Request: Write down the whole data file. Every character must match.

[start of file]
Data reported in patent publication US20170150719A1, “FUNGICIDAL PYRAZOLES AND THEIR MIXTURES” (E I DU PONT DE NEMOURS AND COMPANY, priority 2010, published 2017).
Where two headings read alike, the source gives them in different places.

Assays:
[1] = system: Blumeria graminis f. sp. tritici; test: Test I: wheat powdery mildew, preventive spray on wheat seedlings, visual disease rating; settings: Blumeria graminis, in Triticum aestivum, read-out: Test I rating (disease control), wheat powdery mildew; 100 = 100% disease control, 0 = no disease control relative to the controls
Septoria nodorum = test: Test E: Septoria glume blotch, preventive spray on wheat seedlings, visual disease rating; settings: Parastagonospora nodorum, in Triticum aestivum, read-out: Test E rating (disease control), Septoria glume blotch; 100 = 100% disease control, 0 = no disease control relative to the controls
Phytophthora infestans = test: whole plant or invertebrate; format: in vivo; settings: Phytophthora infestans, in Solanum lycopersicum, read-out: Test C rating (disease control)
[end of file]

Data reported in patent publication US20170150719A1, “FUNGICIDAL PYRAZOLES AND THEIR MIXTURES” (E I DU PONT DE NEMOURS AND COMPANY, priority 2010, published 2017).
Where two headings read alike, the source gives them in different places.

Assays:
[1] = system: Blumeria graminis f. sp. tritici; test: Test I: wheat powdery mildew, preventive spray on wheat seedlings, visual disease rating; settings: Blumeria graminis, in Triticum aestivum, read-out: Test I rating (disease control), wheat powdery mildew; 100 = 100% disease control, 0 = no disease control relative to the controls
Septoria nodorum = test: Test E: Septoria glume blotch, preventive spray on wheat seedlings, visual disease rating; settings: Parastagonospora nodorum, in Triticum aestivum, read-out: Test E rating (disease control), Septoria glume blotch; 100 = 100% disease control, 0 = no disease control relative to the controls
Phytophthora infestans = test: whole plant or invertebrate; format: in vivo; settings: Phytophthora infestans, in Solanum lycopersicum, read-out: Test C rating (disease control)